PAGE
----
After winning the primary, DeSantis had to play catch-up in the grassroots outreach game, working hard to win over staunch Putnam supporters who greatly resented the President’s intervention in the primary. His in-person appearances increased, while his Fox News Channel appearances decreased considerably. DeSantis’s campaign was far less issue-intensive than Gillum’s. Instead, the Republican chose to focus on Gillum’s shortcomings—his socialist platform, an FBI investigation of activities during his tenure as mayor, along with the city’s high crime rate.  His casting of Gillum as a socialist was a message that resonated more with high turnout older white voters and Hispanics with ties to Cuba, Venezuela, Nicaragua, and Colombia.

For much of the campaign, GOP voter engagement lagged. National events eventually sparked Republican enthusiasm—specifically the Kavanaugh hearings and the migrant caravan—along with corruption accusations against Gillum that got considerable attention in the last debate prior to the election (October 24). Late rallies by Trump in two heavily Republican strongholds (Ft. Myers and Pensacola) promoting DeSantis and U.S. Senate candidate Rick Scott ramped up turnout.3

DeSantis was unapologetically “pro-Trump” throughout the campaign, choosing to distance himself from the president only a few times following Trump tweets about Puerto Rico—his opposition to statehood and claims that the number of deaths attributed to Hurricane Maria was inflated. DeSantis, well-aware of the growing Puerto Rican population in Florida, did not agree with either statement. After the election was over he began to signal a desire to tamp down the partisan divide. During the recount when it appeared DeSantis had won, he privately urged the president to tone down his claims that election fraud was rampant in the Sunshine State. Then in several post-election speeches, he promised Floridians that as governor he will set aside his harsh partisan campaign tone and work to bring people together. A huge question is whether he will actually take on a less-Trump-like governance style. (The motive is there—to broaden his support after a nail-biter of an election.)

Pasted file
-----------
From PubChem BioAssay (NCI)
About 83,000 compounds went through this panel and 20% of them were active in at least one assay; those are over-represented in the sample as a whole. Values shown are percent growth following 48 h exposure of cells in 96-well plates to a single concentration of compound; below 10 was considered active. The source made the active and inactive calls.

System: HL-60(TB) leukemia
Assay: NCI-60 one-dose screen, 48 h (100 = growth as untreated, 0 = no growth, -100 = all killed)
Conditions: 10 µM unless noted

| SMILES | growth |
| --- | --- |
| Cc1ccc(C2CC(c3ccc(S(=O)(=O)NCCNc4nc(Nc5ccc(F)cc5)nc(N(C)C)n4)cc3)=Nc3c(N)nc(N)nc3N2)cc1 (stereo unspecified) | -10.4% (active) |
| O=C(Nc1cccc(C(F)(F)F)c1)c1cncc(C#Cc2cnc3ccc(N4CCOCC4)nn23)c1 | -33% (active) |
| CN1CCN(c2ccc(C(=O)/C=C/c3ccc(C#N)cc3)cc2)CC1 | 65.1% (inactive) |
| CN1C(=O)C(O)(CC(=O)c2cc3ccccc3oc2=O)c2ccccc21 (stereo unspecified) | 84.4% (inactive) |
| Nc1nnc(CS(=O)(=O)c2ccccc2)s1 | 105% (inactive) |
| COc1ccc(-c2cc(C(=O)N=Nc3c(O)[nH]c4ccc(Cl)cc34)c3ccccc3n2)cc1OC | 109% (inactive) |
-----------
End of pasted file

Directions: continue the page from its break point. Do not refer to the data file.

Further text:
In contrast to DeSantis, Gillum made his campaign more proactive, stressing what he proposed to do in Tallahassee and in Washington to help those left behind (“Bring it home, Florida”): increase the corporate income tax to spend more on education, reform the criminal justice system, automatically restore felon voting rights, increase the minimum wage to $15 per hour, raise the starting pay for teachers to $50,000, expand Medicaid, support Medicare for All, and protect the federal Affordable Health Care Act, especially coverage of persons with pre-existing conditions. Gillum’s strong anti-Trump language and support of congressional impeachment proceedings and reduced Immigration and Customs Enforcement (ICE) authority helped draw an even clearer line of distinction between him and DeSantis. So, too, did Gillum’s repeated attacks on DeSantis for racially insensitive remarks and past appearances at events featuring some white supremacist speakers.